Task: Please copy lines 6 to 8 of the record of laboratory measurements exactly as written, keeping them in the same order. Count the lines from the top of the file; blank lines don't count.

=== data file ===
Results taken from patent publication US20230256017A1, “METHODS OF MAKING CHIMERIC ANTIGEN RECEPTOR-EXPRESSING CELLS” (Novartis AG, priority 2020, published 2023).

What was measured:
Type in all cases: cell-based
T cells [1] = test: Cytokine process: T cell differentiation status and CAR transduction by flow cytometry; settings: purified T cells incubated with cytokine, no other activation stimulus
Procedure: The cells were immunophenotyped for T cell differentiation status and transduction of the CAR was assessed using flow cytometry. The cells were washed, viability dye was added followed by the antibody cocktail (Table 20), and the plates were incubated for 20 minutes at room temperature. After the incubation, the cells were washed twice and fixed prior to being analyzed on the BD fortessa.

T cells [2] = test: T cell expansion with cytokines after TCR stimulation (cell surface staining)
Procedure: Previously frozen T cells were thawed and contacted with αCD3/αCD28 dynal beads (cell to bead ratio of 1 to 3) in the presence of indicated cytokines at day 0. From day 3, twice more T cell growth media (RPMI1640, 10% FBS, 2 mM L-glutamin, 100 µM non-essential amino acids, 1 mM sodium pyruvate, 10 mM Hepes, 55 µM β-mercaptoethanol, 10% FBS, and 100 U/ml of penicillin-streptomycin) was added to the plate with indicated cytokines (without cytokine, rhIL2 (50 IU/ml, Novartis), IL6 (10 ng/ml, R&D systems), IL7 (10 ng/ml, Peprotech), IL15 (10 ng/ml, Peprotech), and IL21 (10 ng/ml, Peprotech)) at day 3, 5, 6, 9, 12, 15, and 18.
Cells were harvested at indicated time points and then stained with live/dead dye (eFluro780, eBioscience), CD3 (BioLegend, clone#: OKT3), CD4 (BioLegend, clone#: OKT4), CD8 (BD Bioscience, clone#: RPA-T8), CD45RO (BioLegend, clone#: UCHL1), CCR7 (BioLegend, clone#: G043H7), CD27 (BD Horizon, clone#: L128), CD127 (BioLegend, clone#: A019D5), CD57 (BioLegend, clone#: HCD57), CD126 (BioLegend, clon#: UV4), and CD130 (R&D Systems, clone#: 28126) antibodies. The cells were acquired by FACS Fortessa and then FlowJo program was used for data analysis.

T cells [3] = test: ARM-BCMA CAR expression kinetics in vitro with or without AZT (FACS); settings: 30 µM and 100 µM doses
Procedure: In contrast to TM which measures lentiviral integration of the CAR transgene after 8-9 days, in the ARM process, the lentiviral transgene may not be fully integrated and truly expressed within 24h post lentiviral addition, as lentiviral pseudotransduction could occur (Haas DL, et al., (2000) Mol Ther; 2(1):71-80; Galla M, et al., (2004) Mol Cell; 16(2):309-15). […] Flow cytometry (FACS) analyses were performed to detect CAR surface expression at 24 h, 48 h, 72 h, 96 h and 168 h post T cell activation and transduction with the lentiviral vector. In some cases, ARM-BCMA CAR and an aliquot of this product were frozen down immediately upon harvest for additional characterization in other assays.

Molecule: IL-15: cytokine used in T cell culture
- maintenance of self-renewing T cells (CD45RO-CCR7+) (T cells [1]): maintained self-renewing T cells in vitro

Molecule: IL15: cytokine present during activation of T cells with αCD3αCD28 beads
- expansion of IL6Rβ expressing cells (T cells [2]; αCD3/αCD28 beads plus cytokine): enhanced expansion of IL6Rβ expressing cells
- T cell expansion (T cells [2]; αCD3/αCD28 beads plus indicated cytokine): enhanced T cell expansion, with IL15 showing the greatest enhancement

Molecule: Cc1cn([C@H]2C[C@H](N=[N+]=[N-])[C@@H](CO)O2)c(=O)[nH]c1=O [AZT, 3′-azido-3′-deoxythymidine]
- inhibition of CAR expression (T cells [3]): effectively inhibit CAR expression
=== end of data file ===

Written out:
T cells [2] = test: T cell expansion with cytokines after TCR stimulation (cell surface staining)
Procedure: Previously frozen T cells were thawed and contacted with αCD3/αCD28 dynal beads (cell to bead ratio of 1 to 3) in the presence of indicated cytokines at day 0. From day 3, twice more T cell growth media (RPMI1640, 10% FBS, 2 mM L-glutamin, 100 µM non-essential amino acids, 1 mM sodium pyruvate, 10 mM Hepes, 55 µM β-mercaptoethanol, 10% FBS, and 100 U/ml of penicillin-streptomycin) was added to the plate with indicated cytokines (without cytokine, rhIL2 (50 IU/ml, Novartis), IL6 (10 ng/ml, R&D systems), IL7 (10 ng/ml, Peprotech), IL15 (10 ng/ml, Peprotech), and IL21 (10 ng/ml, Peprotech)) at day 3, 5, 6, 9, 12, 15, and 18.
Cells were harvested at indicated time points and then stained with live/dead dye (eFluro780, eBioscience), CD3 (BioLegend, clone#: OKT3), CD4 (BioLegend, clone#: OKT4), CD8 (BD Bioscience, clone#: RPA-T8), CD45RO (BioLegend, clone#: UCHL1), CCR7 (BioLegend, clone#: G043H7), CD27 (BD Horizon, clone#: L128), CD127 (BioLegend, clone#: A019D5), CD57 (BioLegend, clone#: HCD57), CD126 (BioLegend, clon#: UV4), and CD130 (R&D Systems, clone#: 28126) antibodies. The cells were acquired by FACS Fortessa and then FlowJo program was used for data analysis.